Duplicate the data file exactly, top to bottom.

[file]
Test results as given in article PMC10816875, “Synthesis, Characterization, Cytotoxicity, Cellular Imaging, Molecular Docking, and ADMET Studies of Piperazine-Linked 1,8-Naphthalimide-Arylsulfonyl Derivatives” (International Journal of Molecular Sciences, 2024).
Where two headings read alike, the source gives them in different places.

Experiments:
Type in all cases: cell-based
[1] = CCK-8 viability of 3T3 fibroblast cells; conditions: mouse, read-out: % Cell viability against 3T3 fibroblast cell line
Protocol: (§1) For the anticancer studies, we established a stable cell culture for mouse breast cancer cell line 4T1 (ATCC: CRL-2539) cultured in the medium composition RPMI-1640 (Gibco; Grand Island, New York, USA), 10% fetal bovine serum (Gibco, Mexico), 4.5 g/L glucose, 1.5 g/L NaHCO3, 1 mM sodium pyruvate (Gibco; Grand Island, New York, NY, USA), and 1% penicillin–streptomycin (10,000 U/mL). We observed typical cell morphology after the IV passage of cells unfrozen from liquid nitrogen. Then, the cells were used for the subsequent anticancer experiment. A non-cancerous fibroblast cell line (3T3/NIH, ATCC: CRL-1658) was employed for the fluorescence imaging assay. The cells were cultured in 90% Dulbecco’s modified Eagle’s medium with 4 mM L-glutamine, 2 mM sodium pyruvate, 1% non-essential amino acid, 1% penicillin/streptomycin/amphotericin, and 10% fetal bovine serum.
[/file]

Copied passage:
Test results as given in article PMC10816875, “Synthesis, Characterization, Cytotoxicity, Cellular Imaging, Molecular Docking, and ADMET Studies of Piperazine-Linked 1,8-Naphthalimide-Arylsulfonyl Derivatives” (International Journal of Molecular Sciences, 2024).
Where two headings read alike, the source gives them in different places.

Experiments:
Type in all cases: cell-based
[1] = CCK-8 viability of 3T3 fibroblast cells; conditions: mouse, read-out: % Cell viability against 3T3 fibroblast cell line
Protocol: (§1) For the anticancer studies, we established a stable cell culture for mouse breast cancer cell line 4T1 (ATCC: CRL-2539) cultured in the medium composition RPMI-1640 (Gibco; Grand Island, New York, USA), 10% fetal bovine serum (Gibco, Mexico), 4.5 g/L glucose, 1.5 g/L NaHCO3, 1 mM sodium pyruvate (Gibco; Grand Island, New York, NY, USA), and 1% penicillin–streptomycin (10,000 U/mL). We observed typical cell morphology after the IV passage of cells unfrozen from liquid nitrogen. Then, the cells were used for the subsequent anticancer experiment. A non-cancerous fibroblast cell line (3T3/NIH, ATCC: CRL-1658) was employed for the fluorescence imaging assay. The cells were cultured in 90% Dulbecco’s modified Eagle’s medium with 4 mM L-glutamine, 2 mM sodium pyruvate, 1% non-essential amino acid, 1% penicillin/streptomycin/amphotericin, and 10% fetal bovine serum.